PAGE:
Use Harissa paste in an equal amount in dishes like noodles with a creamy sauce that gets a punch from gochujang or recipes that add spice paste to punch up foods like gochujang macaroni and cheese.
Harissa paste is usually less spicy than gochujang, so you may need to taste and adjust the amount.
7. Tomato Paste
Canned or tube tomato paste offers the right texture to recipes but lacks the necessary flavor. If tomato paste is your only option, it’s better than nothing.
Use tomato paste as a gochujang replacement in an equivalent amount. Add cayenne pepper, a little soy sauce, and a dash or two of sugar to your dish for a better flavor profile.
8. Spiced Date Paste
If you have dates and hot pepper flakes, you can blend them into a spicy paste that works as a gochujang substitute in most dishes.
If you can find date paste at your store, use that. If not, pit and boil 5-6 Medjool dates or 10-12 Deglet Noor dates for about ten minutes in a small amount of water to soften them.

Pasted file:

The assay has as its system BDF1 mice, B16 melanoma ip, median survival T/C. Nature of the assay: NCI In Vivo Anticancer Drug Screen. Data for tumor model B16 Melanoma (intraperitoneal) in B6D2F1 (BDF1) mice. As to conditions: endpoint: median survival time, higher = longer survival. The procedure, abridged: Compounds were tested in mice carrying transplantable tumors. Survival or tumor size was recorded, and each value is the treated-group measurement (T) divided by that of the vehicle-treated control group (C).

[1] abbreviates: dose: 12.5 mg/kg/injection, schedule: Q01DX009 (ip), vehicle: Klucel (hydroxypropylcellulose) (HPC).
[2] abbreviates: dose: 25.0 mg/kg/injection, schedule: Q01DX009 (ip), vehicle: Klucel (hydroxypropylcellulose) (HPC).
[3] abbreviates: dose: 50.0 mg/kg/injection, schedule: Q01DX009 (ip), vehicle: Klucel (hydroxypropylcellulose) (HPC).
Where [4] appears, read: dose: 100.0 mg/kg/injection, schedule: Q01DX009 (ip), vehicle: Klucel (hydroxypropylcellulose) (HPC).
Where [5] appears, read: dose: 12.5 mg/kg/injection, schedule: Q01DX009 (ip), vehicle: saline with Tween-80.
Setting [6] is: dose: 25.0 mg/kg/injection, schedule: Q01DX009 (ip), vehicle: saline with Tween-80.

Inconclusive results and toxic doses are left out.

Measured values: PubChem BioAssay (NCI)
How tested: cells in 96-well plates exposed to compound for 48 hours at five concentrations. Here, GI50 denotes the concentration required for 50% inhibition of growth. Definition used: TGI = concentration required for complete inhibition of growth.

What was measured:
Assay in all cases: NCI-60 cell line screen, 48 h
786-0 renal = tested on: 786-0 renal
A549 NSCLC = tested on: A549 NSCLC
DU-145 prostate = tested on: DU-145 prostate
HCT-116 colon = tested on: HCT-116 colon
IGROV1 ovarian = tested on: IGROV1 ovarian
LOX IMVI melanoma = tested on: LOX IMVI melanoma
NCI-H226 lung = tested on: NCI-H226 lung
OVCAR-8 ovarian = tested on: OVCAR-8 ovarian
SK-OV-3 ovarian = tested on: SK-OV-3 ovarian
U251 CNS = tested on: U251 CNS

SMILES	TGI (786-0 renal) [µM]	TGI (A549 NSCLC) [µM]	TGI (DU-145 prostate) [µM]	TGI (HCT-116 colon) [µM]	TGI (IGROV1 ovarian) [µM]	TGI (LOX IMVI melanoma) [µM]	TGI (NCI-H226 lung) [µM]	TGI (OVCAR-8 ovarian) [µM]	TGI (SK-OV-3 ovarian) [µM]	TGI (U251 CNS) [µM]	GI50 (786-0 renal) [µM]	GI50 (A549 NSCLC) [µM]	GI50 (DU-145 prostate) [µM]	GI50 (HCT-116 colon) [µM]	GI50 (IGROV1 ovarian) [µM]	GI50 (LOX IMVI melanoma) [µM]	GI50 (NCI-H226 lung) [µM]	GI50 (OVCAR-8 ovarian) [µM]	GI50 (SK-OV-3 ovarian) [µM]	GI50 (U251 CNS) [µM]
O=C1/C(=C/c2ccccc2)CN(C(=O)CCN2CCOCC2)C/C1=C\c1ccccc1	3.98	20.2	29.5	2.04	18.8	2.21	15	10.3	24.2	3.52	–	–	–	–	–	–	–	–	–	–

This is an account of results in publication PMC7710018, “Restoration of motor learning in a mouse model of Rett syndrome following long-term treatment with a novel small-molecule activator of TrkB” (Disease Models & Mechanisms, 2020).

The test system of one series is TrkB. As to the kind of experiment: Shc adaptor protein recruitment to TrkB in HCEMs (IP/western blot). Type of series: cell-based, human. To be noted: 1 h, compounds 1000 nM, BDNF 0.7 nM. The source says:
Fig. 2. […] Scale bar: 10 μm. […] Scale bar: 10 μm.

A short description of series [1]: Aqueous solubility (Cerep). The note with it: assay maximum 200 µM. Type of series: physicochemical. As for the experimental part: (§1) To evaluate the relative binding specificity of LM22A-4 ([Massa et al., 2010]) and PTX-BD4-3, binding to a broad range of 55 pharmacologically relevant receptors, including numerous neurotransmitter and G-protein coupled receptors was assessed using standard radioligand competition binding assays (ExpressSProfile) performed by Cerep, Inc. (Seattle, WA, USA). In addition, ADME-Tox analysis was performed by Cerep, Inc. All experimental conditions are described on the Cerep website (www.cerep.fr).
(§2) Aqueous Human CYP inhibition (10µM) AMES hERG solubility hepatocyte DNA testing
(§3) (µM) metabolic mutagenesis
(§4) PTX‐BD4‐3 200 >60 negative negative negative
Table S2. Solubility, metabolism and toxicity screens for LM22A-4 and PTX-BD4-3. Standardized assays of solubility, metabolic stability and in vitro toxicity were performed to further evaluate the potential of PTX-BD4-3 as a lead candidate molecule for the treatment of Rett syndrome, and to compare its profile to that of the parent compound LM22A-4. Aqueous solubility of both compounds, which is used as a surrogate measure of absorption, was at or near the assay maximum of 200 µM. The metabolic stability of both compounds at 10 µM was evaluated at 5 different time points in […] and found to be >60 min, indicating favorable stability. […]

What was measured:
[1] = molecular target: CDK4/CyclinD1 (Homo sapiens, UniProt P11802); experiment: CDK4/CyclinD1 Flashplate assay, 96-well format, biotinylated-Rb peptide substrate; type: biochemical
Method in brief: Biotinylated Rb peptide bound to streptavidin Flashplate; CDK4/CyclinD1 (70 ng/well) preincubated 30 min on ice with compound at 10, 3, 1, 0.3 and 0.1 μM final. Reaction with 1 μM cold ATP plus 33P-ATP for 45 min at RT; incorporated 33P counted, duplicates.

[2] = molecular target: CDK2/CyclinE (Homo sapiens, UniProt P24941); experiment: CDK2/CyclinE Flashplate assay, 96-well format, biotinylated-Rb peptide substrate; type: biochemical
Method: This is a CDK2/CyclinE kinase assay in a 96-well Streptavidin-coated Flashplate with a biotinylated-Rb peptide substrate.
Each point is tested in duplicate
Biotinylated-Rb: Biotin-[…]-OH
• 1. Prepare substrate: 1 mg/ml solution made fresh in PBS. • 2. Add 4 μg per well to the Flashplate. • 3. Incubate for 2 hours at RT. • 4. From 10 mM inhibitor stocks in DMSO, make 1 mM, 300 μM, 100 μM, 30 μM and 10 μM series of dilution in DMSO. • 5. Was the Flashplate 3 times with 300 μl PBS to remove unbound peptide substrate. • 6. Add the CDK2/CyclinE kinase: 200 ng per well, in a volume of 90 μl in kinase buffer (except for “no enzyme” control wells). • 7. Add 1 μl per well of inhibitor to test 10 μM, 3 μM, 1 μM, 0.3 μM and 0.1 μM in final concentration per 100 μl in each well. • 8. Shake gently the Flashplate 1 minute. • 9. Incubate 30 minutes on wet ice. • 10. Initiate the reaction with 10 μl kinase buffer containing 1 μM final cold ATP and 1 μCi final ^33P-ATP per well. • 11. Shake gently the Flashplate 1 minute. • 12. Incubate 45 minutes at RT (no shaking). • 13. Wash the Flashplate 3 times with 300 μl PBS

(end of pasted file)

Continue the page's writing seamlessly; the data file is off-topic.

Blend the dates with a few teaspoons of cayenne pepper, a few tablespoons of water, and a tablespoon of apple cider vinegar. Add a few dashes of garlic powder to taste, then use the paste as you would gochujang.
Gochugaru and gochujang are interchangeable. Gochugaru is a Korean chili powder which is made from red chili peppers. It has the same spiciness as gochujang without the fermented flavor that some people don’t like.
Use 2 teaspoon of gochugaru for every 1 teaspoon of gochujang. Taste and add more if required.This is an easy way to add spice to your dishes while still staying true to Korean food culture!
10. Homemade Gochujang
Fortunately, you can make a gochujang paste that tastes as good as those with only a handful of ingredients.
For the heat, use Korean chili powder if you can find it, but a smaller amount of cayenne pepper flakes or chipotle powder will work. The salt and umami flavor can come from soy sauce, tamari, liquid aminos, or coconut aminos, whichever you prefer.
The fermented taste comes from miso paste. White miso has the mildest flavor, and red miso gives the recipe a deeper flavor. You can use whichever one you can find or the one you like best.